2.1 The Greatest Common Divisor

2.1.1 Definition and Elementary Properties
 Reading: Wissam Raji’s “An Introductory Course in Elementary Number Theory  Section 1.5: The Greatest Common Divisor”
Link: Wissam Raji’s “An Introductory Course in Elementary Number Theory  Section 1.5: The Greatest Common Divisor” (PDF)
Instructions: Read “Section 1.5: The Greatest Common Divisor” on pages 2124.
Reading this section, taking notes, and studying the examples should take approximately 30 minutes.  Assessment: Wissam Raji’s “An Introductory Course in Elementary Number Theory  GCD Exercises”
Link: Wissam Raji’s “An Introductory Course in Elementary Number Theory  GCD Exercises” (PDF)
Instructions: Try to do Exercises 1, 3, 4, 5, and 6 on page 25.
After attempting the exercises assigned above, discuss your solutions in the course discussion forum. Feel free to respond to other students’ postings as well. If you haven’t already done so, you will need to create a free account at the link above to participate in the discussions.
Completing this assessment should take approximately 1 hour.
 Reading: Wissam Raji’s “An Introductory Course in Elementary Number Theory  Section 1.5: The Greatest Common Divisor”

2.1.2 Dirichlet’s Theorem
 Reading: Wissam Raji’s “An Introductory Course in Elementary Number Theory: Section 2.4.1: The Fundamental Theorem of Arithmetic and Section 2.4.2: More on the Infinitude of Primes”
Link: Wissam Raji’s “An Introductory Course in Elementary Number Theory: Section 2.4.1: The Fundamental Theorem of Arithmetic and Section 2.4.2: More on the Infinitude of Primes” (PDF)
Instructions: Reread “Section 2.4.1: The Fundamental Theorem of Arithmetic” on pages 41–44. Then read “Section 2.4.2: More on the Infinitude of Primes” on pages 4546.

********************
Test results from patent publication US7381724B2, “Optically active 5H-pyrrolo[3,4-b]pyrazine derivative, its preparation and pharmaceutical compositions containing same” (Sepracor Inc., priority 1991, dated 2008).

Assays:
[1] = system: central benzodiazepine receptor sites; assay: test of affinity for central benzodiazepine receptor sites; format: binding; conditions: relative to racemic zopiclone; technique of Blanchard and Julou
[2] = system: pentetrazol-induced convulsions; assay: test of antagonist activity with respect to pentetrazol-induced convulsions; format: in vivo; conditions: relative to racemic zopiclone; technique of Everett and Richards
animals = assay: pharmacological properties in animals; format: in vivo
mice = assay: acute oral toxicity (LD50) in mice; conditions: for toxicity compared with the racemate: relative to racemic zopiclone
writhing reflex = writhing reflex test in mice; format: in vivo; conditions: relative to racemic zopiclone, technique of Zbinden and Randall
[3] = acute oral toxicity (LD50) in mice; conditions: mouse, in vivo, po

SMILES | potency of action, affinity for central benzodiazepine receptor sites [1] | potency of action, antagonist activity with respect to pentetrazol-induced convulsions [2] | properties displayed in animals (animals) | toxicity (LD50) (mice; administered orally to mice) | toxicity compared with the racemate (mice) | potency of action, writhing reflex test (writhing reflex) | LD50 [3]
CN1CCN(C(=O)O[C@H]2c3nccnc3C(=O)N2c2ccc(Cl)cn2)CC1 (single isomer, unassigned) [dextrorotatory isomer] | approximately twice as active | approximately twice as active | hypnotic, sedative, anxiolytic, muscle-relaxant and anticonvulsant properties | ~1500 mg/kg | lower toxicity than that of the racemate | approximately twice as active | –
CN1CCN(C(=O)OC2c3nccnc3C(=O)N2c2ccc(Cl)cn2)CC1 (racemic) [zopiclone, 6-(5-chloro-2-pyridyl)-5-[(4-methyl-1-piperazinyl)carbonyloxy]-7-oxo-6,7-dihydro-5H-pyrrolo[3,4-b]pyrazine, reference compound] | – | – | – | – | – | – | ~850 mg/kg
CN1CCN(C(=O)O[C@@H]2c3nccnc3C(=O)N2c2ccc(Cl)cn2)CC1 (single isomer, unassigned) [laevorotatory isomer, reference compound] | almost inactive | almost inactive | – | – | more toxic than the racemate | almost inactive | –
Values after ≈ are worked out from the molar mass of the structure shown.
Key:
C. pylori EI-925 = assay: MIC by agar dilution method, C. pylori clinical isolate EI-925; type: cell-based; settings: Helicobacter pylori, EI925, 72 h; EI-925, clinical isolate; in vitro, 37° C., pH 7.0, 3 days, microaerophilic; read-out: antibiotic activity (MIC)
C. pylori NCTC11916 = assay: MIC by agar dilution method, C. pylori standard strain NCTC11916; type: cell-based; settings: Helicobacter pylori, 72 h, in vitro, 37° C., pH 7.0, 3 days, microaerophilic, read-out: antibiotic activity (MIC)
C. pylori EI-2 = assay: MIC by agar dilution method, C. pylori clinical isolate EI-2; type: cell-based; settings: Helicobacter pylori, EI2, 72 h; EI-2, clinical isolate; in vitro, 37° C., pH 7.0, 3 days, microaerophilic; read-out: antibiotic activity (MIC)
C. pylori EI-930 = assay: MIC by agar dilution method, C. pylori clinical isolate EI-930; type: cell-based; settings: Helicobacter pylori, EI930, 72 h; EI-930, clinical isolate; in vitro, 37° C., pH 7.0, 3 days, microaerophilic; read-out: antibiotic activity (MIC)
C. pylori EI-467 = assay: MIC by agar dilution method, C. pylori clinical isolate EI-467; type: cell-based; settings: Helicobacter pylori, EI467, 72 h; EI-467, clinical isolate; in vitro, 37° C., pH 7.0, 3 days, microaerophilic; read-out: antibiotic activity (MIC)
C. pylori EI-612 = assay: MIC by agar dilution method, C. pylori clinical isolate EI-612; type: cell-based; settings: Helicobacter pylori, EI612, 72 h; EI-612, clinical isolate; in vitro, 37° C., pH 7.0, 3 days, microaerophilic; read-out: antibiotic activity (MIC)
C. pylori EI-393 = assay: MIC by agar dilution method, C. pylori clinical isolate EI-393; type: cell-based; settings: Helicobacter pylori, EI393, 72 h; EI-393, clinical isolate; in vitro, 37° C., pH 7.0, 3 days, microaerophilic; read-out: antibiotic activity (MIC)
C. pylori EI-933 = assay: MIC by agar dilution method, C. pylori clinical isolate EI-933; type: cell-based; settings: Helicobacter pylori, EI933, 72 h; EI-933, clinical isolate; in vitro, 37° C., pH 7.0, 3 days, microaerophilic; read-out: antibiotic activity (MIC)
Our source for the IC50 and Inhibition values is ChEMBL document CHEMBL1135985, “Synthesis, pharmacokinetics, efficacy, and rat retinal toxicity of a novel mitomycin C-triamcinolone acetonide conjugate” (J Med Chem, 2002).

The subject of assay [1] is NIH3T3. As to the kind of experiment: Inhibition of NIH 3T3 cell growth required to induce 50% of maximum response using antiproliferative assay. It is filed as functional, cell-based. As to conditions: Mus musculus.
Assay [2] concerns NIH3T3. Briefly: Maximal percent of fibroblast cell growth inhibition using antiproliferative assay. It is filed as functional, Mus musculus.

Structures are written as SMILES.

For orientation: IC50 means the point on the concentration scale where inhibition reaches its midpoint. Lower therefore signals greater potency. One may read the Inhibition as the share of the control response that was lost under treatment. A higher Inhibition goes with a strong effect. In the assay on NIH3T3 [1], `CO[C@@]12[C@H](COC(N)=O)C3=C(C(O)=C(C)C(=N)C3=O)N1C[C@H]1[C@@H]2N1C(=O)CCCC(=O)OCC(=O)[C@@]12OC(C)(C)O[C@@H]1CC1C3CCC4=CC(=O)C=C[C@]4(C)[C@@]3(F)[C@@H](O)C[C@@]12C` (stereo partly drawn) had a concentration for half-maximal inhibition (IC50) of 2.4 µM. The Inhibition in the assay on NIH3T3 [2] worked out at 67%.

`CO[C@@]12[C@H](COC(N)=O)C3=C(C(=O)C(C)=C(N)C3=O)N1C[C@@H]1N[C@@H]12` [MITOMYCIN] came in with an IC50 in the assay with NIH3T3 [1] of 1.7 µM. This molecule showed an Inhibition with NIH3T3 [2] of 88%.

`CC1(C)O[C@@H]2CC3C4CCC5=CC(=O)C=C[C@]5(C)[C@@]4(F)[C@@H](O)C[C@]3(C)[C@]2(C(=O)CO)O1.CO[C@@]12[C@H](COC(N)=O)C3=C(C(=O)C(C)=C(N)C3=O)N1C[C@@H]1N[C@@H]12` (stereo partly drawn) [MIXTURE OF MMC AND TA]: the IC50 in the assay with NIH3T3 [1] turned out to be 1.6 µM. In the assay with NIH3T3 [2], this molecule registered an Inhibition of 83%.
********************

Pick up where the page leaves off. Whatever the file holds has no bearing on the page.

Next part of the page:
Reading these sections, taking notes, and studying the examples should take approximately 1 hour.  Assessment: Wissam Raji’s “An Introductory Course in Elementary Number Theory  Infinitude of Primes Exercise”
Link: Wissam Raji’s “An Introductory Course in Elementary Number Theory  Infinitude of Primes Exercise” (PDF)
Instructions: Try to do Exercise 4 on page 46.
After attempting the exercise assigned above, discuss your solution in the course discussion forum. Feel free to respond to other students’ postings as well. If you haven’t already done so, you will need to create a free account at the link above to participate in the discussions.
Completing this assessment should take approximately 15 minutes.
 Reading: Wissam Raji’s “An Introductory Course in Elementary Number Theory: Section 2.4.1: The Fundamental Theorem of Arithmetic and Section 2.4.2: More on the Infinitude of Primes”
 2.2 The Euclidean Algorithm

2.2.1 Statement of the Algorithm and Some Examples
 Reading: Wissam Raji’s “An Introductory Course in Elementary Number Theory  Section 1.6: The Euclidean Algorithm”
Link: Wissam Raji’s “An Introductory Course in Elementary Number Theory  Section 1.6: The Euclidean Algorithm” (PDF)
Instructions: Read “Section 1.6: The Euclidean Algorithm” on pages 2528. Be sure to follow the examples carefully!